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Research

How Often Do Sediments on the Seafloor Move?



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U.S. Geological Survey (USGS) scientists Soupy Dalyander and Brad Butman have developed a method for characterizing bottom shear stress—the force created at the seabed by currents and waves—to address the question “How often do seafloor sediments move?” Working out of the USGS Woods Hole Coastal and Marine Science Center in Woods Hole, Massachusetts, Dalyander (Mendenhall postdoctoral research fellow) and Butman (oceanographer) have applied the method to an initial study area of the U.S. east coast’s Middle Atlantic Bight. Their work is part of a USGS-wide effort to provide scientific data to inform coastal and marine spatial planning (http://www.whitehouse.gov/administration/eop/oceans/cmsp/).

Currents and waves cause stress on the seafloor that can affect sediments, structures, plants, and animals, as well as human use.
Above: Currents and waves cause stress on the seafloor that can affect sediments, structures, plants, and animals, as well as human use. Large waves, especially those with long periods, can affect the seafloor across the entire continental shelf; some of these waves may be caused by storms far offshore. Currents are caused primarily by tides and winds, especially in association with large storms. [larger version]

Shear stress is the force created at the seabed by tidal currents, wind-driven currents, and the orbital motion of surface waves (see diagram). If strong enough, this shear stress resuspends sediment and other particles from the seafloor. Shear stress affects the geology and habitat of the seafloor through its influence on sediment texture. For example, sandy sediments are typically found in areas of high stress and muddy sediments in areas of low stress. Shear stress also influences habitat in other ways. For example, filter feeders—such as scallops and oysters—must have an energetic environment for food to be in suspension, but the stress environment must also have periods of sufficiently low stress to allow the planktonic phase of these animals (a free-drifting stage they go through before attaching to the seafloor or some other surface) to settle for successful colonization. The shear stress environment also affects humans’ use of the seafloor. For example, excess shear stress can result in scour around the foundations of offshore structures, such as wind turbines; and shear stress may resuspend material disposed in the coastal ocean, including any associated contaminants.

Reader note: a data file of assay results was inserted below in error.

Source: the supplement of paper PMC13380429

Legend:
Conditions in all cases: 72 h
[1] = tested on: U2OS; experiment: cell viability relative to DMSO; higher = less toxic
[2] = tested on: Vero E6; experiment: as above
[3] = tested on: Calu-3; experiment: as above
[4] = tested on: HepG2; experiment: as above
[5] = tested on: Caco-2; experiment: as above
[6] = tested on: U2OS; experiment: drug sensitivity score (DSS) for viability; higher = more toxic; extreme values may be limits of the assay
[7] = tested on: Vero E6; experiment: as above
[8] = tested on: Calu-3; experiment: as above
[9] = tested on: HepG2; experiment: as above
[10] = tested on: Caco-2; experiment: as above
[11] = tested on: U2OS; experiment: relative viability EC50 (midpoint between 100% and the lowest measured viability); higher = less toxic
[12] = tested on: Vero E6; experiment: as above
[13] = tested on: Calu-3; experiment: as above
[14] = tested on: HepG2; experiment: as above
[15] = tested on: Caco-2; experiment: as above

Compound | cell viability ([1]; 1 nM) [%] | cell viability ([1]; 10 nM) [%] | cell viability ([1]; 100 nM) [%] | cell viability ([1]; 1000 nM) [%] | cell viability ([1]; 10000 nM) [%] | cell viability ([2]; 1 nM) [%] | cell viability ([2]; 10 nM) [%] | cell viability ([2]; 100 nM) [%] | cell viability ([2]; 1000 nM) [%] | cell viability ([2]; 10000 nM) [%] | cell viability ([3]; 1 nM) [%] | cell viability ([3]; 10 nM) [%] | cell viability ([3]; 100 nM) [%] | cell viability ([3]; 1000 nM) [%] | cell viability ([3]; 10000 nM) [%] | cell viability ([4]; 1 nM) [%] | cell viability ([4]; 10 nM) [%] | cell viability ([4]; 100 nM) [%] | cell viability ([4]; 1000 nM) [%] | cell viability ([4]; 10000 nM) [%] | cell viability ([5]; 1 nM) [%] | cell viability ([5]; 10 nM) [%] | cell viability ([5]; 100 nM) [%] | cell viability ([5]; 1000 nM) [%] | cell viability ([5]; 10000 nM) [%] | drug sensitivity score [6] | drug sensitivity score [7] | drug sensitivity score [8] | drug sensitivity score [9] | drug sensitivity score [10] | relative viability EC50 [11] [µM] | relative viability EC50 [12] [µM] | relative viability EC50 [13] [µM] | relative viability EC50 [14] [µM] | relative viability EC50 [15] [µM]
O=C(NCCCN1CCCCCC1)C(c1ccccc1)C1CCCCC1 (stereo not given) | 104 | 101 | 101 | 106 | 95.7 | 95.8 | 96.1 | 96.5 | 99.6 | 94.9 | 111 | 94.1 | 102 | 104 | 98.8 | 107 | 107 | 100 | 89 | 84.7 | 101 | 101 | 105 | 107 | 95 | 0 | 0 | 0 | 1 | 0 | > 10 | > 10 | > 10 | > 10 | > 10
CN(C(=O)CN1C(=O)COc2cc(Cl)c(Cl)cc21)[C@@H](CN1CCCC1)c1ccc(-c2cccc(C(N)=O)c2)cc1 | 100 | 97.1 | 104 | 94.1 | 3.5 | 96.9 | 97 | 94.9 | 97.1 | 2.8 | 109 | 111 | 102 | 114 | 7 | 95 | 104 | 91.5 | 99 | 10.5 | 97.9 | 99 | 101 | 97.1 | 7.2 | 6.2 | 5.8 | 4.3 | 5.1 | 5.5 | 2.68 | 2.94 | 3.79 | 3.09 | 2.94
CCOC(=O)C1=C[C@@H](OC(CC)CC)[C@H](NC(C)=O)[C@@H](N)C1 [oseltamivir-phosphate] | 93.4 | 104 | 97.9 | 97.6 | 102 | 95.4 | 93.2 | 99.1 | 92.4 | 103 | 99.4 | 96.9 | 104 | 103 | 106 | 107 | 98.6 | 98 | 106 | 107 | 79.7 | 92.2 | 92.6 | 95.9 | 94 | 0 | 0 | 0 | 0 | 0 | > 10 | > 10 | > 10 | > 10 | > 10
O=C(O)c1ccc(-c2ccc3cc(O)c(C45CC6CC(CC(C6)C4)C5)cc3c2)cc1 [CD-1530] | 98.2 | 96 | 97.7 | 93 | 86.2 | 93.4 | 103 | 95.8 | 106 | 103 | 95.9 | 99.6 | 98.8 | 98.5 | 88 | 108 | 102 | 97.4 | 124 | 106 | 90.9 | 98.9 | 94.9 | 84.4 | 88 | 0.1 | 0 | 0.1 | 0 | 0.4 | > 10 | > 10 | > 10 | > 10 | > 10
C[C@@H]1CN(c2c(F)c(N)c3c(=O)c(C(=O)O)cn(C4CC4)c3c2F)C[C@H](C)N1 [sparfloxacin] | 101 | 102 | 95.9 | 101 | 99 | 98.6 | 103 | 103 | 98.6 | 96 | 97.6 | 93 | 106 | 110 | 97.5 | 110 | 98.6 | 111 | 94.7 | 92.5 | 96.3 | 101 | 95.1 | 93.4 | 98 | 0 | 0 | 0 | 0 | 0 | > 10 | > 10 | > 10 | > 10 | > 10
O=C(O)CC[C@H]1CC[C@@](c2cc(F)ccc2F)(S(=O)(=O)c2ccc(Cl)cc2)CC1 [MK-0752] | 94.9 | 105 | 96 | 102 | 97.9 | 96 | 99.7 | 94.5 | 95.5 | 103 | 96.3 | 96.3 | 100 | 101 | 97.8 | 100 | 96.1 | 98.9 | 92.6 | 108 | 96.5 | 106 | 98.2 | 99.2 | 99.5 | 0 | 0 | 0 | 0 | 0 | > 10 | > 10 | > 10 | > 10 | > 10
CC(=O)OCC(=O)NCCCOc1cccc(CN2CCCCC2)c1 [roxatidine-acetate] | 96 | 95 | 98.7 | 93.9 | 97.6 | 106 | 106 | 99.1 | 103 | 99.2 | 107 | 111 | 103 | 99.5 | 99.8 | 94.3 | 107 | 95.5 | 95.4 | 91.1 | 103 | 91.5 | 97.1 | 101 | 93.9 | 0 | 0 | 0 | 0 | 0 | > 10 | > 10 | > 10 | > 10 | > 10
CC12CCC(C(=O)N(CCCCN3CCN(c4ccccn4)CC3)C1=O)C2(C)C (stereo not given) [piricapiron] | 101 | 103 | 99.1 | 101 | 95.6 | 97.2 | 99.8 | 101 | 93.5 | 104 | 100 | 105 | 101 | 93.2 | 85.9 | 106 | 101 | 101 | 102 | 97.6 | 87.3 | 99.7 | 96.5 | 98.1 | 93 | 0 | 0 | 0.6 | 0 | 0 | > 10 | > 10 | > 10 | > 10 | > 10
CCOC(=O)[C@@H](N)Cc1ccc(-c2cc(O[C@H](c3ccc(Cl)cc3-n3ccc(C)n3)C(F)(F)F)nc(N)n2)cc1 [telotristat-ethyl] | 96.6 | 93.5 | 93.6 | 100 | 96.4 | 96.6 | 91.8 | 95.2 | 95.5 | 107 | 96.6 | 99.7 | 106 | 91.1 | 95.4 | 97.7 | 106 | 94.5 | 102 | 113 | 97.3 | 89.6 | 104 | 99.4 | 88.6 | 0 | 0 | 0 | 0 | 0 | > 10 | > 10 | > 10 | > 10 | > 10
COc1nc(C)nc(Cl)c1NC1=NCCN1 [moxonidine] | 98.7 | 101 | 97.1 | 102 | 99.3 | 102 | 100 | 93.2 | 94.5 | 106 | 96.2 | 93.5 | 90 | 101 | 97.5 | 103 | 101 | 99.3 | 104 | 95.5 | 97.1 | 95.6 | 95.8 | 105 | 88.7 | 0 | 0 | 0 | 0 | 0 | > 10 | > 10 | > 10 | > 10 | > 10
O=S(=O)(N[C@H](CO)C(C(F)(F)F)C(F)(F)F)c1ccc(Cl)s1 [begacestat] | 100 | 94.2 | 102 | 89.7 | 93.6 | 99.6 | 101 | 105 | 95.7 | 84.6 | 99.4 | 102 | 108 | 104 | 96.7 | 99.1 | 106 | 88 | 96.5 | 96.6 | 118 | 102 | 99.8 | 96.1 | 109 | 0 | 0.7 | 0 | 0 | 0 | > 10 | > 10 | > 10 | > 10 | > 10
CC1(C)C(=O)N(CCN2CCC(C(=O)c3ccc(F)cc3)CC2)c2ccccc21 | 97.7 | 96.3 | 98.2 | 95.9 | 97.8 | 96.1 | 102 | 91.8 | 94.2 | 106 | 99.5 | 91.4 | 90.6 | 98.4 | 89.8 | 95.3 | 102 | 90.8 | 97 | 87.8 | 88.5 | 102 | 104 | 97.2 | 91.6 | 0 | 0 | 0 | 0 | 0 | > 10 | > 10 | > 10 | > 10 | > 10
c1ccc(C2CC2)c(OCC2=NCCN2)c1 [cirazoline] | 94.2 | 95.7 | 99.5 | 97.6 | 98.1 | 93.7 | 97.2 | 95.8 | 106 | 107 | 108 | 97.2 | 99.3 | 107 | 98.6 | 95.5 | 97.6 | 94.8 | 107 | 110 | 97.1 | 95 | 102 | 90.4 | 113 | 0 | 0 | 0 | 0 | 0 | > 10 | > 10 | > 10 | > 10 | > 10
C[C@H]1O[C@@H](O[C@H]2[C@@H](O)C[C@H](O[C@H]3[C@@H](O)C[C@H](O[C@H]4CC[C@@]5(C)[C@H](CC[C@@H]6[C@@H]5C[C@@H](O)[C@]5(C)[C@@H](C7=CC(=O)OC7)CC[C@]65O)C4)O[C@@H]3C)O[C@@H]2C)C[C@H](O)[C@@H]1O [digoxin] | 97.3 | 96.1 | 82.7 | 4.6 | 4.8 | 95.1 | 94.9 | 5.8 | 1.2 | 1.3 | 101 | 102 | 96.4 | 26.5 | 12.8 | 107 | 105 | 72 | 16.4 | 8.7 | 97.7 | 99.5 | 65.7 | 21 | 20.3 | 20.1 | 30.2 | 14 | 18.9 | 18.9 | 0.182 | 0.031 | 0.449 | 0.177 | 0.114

In small enough areas, measurements of waves and currents can be used to calculate bottom shear stress. But Dalyander and Butman are looking at the entire continental shelf, across which long-term measurements of waves and currents are not available, and so they estimate bottom shear stress by using data from numerical models. In the Middle Atlantic Bight, the current data are provided by the Experimental System for Predicting Shelf and Slope Optics (ESPreSSO) Regional Ocean Modeling System (ROMS) nowcast/forecast circulation model developed by John Wilkin at Rutgers University and operated as part of the U.S. Integrated Ocean Observing System (IOOS). Wave data are provided by a Simulating WAves Nearshore (SWAN) model hindcast developed for this study.

Estimates of stress based on modeled waves and currents provide a “time series” (a sequence of data points at uniform time intervals, in this case every hour) of bottom shear stress at a spatial resolution of approximately one location per every 25-square-kilometer area over the continental shelf over a 1-year period. For this information to be easily used by planners and engineers in determining habitat types or implications for human use, it is displayed on maps of seasonal and spatial patterns that show areas of high and low stress (for example, see map below). Comparison of these patterns with data in the USGS East-Coast Sediment Texture Database reveals the influence of shear stress on sediment texture. Finer grained sediments (such as mud) are located in areas of weaker stress, and coarser sediments (sand to gravel) are located in areas of stronger stress, as a result of finer material being resuspended and swept away in areas of high stress.